Learning South-South Cooperation: Perspectives from Partner Countries

2017-12-25 / События

Prof. Sachin Chaturvedi, Director General, RIS

India’s association and contribution to South-South Cooperation (SSC) has not only been historic in nature but India has also been engaged in the practice of Southern solidarity much before the formal mechanisms came up. The thought leadership provided by India and other newly de-colonised nations in late 1940s to 1960s and beyond helped in strengthening institutional mechanisms for SSC.

India, right from the outset, realised the advantage of educating not only its citizens but also provide capacity building to other countries. India, thus, instituted the Indian Technical and Economic Cooperation (ITEC) programme in 1964 to impart training and capacity building to participants from the countries of the global South. RIS is the host institution for the ITEC programme on SSC, which was first initiated in the year 2014. This year’s edition of ITEC programme on Leaning South-South Cooperation was organised from 15 to 26 November 2016 and had participation of 28 delegates from 23 countries.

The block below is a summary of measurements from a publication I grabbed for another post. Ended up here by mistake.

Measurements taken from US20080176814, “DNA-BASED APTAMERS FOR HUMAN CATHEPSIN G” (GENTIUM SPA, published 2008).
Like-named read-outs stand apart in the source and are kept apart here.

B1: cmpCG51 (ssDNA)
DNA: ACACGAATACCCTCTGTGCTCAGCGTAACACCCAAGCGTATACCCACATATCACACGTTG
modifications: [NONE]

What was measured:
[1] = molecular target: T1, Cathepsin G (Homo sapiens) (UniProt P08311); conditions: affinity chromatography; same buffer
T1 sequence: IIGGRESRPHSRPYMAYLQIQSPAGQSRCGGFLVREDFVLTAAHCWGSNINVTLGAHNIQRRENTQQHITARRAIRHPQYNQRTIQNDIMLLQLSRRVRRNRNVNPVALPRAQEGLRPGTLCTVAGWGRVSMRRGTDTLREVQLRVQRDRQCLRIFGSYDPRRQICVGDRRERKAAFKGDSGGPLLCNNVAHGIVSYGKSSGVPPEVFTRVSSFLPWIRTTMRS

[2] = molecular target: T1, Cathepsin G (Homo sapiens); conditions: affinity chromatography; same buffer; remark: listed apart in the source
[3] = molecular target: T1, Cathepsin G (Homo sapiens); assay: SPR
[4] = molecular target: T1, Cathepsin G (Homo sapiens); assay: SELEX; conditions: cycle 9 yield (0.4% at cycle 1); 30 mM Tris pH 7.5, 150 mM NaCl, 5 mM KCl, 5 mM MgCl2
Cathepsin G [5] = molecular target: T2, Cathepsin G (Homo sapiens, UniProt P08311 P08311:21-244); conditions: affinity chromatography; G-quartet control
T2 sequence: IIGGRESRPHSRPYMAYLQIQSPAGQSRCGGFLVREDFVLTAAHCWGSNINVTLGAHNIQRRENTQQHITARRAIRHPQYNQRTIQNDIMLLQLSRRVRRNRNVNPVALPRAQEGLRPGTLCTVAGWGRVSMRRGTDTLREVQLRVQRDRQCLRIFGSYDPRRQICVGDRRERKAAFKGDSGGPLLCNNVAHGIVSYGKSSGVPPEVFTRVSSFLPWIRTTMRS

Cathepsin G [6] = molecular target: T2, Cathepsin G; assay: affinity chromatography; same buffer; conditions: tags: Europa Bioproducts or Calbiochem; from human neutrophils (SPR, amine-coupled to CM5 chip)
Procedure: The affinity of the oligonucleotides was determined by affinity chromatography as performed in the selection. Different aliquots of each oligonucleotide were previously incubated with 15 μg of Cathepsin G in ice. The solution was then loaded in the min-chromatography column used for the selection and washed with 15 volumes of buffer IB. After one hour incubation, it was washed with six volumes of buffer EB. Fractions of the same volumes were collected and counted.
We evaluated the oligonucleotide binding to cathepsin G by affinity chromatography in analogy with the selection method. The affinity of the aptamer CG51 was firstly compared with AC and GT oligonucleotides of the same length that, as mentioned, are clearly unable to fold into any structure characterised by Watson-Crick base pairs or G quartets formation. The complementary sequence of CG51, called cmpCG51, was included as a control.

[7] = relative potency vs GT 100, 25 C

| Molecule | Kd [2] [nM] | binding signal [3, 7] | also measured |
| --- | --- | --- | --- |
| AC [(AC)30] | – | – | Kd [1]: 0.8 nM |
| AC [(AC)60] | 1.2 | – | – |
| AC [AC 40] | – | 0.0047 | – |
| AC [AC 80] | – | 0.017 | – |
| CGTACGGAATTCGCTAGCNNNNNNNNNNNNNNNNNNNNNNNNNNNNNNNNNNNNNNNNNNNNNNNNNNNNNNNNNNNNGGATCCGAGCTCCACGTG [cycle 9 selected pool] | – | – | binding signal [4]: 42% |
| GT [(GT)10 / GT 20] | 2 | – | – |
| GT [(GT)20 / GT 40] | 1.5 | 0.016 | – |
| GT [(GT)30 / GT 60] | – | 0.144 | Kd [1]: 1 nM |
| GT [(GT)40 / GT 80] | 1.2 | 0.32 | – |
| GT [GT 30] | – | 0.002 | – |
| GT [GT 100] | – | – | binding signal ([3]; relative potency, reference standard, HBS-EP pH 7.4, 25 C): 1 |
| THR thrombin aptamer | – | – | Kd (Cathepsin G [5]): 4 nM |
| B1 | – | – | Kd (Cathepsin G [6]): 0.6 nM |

The participants were introduced to the principles of SSC, its conceptual and normative differences from North-South Cooperation, different facets of SSC, various sectors where different aspects of SSC have emerged over the years having different modalities manifested in ‘Development Compact’. Apart from the in-house subject experts, guest speakers from government, academia, research, media and civil society were also invited to interact with the participants and speak on specialised topics such as South-South trade and investment; Southern finance; science technology and innovation in the global South; intellectual property rights; and non-state South-South actors, among others.

The programme was designed to give the foreign participants an opportunity to appreciate and imbibe the theory and practice of SSC and also encourage them to share their best practices resulting in mutual learning over a period of two weeks. This year again we have encouraged the course participants to articulate their ideas and impressions on SSC in a form that can be published by RIS. It is a matter of great satisfaction that they chose to do their group work on (i) International Development Architecture; (ii) SSC Development Compact; (iii) Non-State actors in SSC; and (iv) SSC and Climate Change.

In addition, we have country status papers from Mexico, Argentina and El Salvador. I am sure the academicians and practitioners from the global South would find these contributions interesting and useful reference.